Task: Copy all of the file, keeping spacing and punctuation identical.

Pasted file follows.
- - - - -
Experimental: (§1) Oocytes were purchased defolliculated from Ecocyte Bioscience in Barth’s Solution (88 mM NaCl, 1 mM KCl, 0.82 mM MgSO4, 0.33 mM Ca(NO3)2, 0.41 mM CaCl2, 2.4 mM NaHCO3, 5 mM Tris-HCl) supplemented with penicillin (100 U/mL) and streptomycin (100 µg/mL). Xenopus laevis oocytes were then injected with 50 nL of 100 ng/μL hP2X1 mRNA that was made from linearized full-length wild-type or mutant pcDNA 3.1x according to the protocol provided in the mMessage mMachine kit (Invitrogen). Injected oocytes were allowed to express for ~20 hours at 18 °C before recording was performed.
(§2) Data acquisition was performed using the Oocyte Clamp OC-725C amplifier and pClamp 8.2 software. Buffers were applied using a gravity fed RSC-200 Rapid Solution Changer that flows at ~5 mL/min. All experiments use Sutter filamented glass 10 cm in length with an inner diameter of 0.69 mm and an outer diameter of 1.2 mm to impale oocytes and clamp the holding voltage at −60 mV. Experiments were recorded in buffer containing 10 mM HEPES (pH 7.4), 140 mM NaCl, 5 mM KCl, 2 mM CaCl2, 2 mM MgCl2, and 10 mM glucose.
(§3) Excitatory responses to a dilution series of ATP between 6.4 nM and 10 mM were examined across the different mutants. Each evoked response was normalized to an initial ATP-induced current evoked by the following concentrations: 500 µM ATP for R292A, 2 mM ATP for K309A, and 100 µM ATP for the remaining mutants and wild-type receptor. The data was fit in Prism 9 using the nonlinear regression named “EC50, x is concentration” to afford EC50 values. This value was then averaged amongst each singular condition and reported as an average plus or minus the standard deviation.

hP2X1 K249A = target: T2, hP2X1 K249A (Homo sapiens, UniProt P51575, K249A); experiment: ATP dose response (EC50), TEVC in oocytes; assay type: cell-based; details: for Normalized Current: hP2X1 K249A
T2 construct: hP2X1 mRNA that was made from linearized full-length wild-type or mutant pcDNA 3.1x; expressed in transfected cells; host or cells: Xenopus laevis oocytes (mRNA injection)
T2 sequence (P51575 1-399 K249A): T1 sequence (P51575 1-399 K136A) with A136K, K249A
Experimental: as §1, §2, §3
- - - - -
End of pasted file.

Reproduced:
Experimental: (§1) Oocytes were purchased defolliculated from Ecocyte Bioscience in Barth’s Solution (88 mM NaCl, 1 mM KCl, 0.82 mM MgSO4, 0.33 mM Ca(NO3)2, 0.41 mM CaCl2, 2.4 mM NaHCO3, 5 mM Tris-HCl) supplemented with penicillin (100 U/mL) and streptomycin (100 µg/mL). Xenopus laevis oocytes were then injected with 50 nL of 100 ng/μL hP2X1 mRNA that was made from linearized full-length wild-type or mutant pcDNA 3.1x according to the protocol provided in the mMessage mMachine kit (Invitrogen). Injected oocytes were allowed to express for ~20 hours at 18 °C before recording was performed.
(§2) Data acquisition was performed using the Oocyte Clamp OC-725C amplifier and pClamp 8.2 software. Buffers were applied using a gravity fed RSC-200 Rapid Solution Changer that flows at ~5 mL/min. All experiments use Sutter filamented glass 10 cm in length with an inner diameter of 0.69 mm and an outer diameter of 1.2 mm to impale oocytes and clamp the holding voltage at −60 mV. Experiments were recorded in buffer containing 10 mM HEPES (pH 7.4), 140 mM NaCl, 5 mM KCl, 2 mM CaCl2, 2 mM MgCl2, and 10 mM glucose.
(§3) Excitatory responses to a dilution series of ATP between 6.4 nM and 10 mM were examined across the different mutants. Each evoked response was normalized to an initial ATP-induced current evoked by the following concentrations: 500 µM ATP for R292A, 2 mM ATP for K309A, and 100 µM ATP for the remaining mutants and wild-type receptor. The data was fit in Prism 9 using the nonlinear regression named “EC50, x is concentration” to afford EC50 values. This value was then averaged amongst each singular condition and reported as an average plus or minus the standard deviation.

hP2X1 K249A = target: T2, hP2X1 K249A (Homo sapiens, UniProt P51575, K249A); experiment: ATP dose response (EC50), TEVC in oocytes; assay type: cell-based; details: for Normalized Current: hP2X1 K249A
T2 construct: hP2X1 mRNA that was made from linearized full-length wild-type or mutant pcDNA 3.1x; expressed in transfected cells; host or cells: Xenopus laevis oocytes (mRNA injection)
T2 sequence (P51575 1-399 K249A): T1 sequence (P51575 1-399 K136A) with A136K, K249A
Experimental: as §1, §2, §3